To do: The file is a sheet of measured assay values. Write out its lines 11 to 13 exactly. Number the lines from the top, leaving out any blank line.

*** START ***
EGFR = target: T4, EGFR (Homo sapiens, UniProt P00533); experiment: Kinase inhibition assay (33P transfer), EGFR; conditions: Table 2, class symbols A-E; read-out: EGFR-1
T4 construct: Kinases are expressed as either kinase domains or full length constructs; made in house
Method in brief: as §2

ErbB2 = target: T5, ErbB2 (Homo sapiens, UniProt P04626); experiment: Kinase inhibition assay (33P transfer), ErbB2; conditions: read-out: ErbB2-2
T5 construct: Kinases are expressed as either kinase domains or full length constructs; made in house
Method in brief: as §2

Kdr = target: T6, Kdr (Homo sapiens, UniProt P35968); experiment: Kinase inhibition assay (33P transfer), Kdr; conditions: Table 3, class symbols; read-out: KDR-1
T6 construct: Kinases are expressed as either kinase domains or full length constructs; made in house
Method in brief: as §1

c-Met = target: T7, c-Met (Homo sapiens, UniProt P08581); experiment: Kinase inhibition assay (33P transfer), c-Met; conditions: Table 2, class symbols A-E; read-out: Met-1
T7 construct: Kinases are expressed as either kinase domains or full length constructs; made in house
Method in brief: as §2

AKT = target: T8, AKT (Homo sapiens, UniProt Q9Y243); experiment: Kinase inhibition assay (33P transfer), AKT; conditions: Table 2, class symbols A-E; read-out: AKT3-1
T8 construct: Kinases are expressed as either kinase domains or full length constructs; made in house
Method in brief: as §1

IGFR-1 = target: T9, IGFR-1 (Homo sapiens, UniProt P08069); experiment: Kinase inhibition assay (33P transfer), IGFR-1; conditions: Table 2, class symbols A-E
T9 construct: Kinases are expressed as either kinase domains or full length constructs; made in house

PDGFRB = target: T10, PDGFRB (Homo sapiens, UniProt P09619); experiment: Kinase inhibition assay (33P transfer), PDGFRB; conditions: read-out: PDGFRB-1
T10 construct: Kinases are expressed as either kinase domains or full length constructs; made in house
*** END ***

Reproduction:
T7 construct: Kinases are expressed as either kinase domains or full length constructs; made in house
Method in brief: as §2

AKT = target: T8, AKT (Homo sapiens, UniProt Q9Y243); experiment: Kinase inhibition assay (33P transfer), AKT; conditions: Table 2, class symbols A-E; read-out: AKT3-1